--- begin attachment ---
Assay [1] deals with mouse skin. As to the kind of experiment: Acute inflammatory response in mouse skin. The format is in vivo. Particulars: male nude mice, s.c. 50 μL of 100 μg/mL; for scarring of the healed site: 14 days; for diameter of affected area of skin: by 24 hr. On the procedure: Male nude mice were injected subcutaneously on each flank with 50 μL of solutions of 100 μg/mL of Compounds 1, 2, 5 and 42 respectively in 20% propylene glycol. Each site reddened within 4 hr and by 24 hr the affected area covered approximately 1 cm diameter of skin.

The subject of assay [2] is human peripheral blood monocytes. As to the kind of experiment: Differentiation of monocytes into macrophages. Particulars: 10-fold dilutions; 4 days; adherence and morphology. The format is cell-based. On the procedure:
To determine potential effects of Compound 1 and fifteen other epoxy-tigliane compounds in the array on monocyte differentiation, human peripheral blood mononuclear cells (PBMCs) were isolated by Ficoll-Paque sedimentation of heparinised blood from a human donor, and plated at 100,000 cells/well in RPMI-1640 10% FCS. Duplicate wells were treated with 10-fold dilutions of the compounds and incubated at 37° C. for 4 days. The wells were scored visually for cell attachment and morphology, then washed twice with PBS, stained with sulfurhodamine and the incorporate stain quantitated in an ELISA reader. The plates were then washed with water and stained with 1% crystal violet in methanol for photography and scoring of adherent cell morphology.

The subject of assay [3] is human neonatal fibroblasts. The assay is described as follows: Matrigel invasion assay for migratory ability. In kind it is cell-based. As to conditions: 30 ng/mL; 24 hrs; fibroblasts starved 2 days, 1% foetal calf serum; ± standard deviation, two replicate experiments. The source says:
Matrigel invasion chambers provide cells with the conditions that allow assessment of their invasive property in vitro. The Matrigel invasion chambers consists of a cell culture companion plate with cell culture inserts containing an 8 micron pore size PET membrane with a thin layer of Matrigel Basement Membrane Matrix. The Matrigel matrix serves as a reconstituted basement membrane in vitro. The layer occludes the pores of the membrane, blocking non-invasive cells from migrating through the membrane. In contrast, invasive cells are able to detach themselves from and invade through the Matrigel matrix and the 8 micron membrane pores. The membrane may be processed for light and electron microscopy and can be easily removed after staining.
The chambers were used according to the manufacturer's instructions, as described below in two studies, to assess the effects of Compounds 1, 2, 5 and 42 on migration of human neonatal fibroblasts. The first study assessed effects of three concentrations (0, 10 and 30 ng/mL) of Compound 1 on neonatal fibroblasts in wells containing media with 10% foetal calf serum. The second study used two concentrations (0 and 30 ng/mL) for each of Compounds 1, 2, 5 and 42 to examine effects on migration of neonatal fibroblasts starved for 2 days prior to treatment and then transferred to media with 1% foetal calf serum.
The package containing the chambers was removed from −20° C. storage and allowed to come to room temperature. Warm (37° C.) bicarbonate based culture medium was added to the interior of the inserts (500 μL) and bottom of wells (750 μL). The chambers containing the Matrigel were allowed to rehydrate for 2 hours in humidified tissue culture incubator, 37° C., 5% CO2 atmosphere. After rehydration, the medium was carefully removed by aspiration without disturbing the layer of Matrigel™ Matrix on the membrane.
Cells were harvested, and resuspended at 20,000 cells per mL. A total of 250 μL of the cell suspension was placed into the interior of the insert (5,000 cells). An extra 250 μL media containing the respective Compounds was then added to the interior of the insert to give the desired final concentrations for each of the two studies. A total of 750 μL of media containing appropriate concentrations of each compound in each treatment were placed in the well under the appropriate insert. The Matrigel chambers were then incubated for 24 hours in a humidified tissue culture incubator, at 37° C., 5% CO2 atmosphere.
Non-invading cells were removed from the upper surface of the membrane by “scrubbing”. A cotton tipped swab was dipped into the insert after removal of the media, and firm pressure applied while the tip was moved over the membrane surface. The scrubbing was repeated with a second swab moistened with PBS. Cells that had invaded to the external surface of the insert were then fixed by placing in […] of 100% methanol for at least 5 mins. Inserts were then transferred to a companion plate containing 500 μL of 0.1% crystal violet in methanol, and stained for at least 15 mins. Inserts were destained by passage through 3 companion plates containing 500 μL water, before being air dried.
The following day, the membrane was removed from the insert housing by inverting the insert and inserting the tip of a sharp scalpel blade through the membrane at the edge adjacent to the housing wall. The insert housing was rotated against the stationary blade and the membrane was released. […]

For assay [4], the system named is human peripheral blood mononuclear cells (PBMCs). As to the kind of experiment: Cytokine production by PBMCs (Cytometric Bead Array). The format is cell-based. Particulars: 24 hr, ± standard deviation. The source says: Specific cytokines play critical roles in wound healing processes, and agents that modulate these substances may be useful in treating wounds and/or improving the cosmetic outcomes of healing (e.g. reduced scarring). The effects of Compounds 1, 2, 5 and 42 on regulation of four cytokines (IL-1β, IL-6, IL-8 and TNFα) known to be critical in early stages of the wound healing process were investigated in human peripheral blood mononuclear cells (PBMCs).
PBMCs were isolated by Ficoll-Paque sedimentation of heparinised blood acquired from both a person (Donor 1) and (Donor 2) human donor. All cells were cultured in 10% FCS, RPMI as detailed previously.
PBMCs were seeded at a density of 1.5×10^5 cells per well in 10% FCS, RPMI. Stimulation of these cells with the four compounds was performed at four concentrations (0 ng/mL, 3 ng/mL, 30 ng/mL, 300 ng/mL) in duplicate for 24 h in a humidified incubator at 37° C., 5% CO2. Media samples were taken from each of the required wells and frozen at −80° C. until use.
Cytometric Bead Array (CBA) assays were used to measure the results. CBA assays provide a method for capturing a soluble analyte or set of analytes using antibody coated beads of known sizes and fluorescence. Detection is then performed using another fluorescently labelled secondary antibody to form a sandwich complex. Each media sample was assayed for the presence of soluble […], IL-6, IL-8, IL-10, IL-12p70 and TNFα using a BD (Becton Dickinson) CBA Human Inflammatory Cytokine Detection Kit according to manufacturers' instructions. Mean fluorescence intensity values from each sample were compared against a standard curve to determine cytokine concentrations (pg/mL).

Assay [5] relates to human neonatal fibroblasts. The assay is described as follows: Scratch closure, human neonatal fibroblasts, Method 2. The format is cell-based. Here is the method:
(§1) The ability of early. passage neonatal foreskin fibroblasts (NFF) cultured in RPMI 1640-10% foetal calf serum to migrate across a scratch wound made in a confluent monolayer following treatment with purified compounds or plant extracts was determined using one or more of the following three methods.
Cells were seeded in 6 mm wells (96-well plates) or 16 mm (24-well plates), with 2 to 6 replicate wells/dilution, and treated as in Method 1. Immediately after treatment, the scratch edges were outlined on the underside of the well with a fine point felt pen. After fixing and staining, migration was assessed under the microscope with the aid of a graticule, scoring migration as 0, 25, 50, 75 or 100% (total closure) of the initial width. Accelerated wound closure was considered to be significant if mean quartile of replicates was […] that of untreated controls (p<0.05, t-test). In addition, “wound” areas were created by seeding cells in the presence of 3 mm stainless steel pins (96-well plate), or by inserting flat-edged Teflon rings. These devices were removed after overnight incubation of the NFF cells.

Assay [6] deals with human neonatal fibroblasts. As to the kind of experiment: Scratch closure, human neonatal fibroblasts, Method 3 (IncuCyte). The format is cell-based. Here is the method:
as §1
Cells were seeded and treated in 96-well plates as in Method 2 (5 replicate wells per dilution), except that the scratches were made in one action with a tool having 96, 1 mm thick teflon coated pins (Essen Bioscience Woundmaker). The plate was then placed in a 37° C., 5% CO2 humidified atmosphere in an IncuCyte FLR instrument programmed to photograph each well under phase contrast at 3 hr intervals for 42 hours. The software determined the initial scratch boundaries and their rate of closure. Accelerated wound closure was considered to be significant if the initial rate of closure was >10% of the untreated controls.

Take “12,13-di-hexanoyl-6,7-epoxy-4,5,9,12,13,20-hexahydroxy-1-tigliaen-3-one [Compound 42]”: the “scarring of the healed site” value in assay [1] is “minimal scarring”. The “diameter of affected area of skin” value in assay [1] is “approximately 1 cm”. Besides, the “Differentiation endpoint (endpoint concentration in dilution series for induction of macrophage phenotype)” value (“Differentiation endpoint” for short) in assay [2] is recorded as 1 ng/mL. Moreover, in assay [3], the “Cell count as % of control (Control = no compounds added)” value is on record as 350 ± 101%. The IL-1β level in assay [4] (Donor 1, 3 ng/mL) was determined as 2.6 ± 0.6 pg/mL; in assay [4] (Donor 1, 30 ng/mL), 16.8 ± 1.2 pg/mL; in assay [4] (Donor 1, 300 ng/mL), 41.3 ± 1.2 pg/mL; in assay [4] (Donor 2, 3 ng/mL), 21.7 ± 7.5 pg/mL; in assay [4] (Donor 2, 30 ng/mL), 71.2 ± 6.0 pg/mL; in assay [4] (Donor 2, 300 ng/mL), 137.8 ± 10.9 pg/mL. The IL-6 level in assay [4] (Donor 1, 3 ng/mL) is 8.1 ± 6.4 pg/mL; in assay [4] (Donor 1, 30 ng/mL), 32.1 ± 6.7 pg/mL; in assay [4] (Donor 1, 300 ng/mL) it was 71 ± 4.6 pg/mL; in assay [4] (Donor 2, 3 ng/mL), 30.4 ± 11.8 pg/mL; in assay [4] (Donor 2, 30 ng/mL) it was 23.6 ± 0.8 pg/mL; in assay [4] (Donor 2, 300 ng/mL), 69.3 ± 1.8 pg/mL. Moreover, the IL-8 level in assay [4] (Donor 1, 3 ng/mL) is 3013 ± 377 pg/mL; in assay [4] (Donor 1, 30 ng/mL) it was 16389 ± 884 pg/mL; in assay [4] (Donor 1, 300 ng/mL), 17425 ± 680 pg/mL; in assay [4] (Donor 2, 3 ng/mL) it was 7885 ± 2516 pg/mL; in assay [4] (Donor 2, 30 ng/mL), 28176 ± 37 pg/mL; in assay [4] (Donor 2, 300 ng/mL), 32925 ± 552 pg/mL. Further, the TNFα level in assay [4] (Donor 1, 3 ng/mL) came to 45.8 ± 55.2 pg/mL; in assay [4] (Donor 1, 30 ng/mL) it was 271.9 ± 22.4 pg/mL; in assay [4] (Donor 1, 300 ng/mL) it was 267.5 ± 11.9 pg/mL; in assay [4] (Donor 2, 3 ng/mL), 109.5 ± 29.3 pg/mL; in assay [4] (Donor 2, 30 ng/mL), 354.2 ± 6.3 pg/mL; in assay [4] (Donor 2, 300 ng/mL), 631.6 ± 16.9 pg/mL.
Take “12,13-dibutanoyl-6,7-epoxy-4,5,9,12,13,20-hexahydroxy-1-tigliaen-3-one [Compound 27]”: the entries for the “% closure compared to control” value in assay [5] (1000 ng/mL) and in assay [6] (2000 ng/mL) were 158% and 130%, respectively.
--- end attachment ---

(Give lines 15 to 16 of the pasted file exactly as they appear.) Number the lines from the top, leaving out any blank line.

Assay [5] relates to human neonatal fibroblasts. The assay is described as follows: Scratch closure, human neonatal fibroblasts, Method 2. The format is cell-based. Here is the method:
(§1) The ability of early. passage neonatal foreskin fibroblasts (NFF) cultured in RPMI 1640-10% foetal calf serum to migrate across a scratch wound made in a confluent monolayer following treatment with purified compounds or plant extracts was determined using one or more of the following three methods.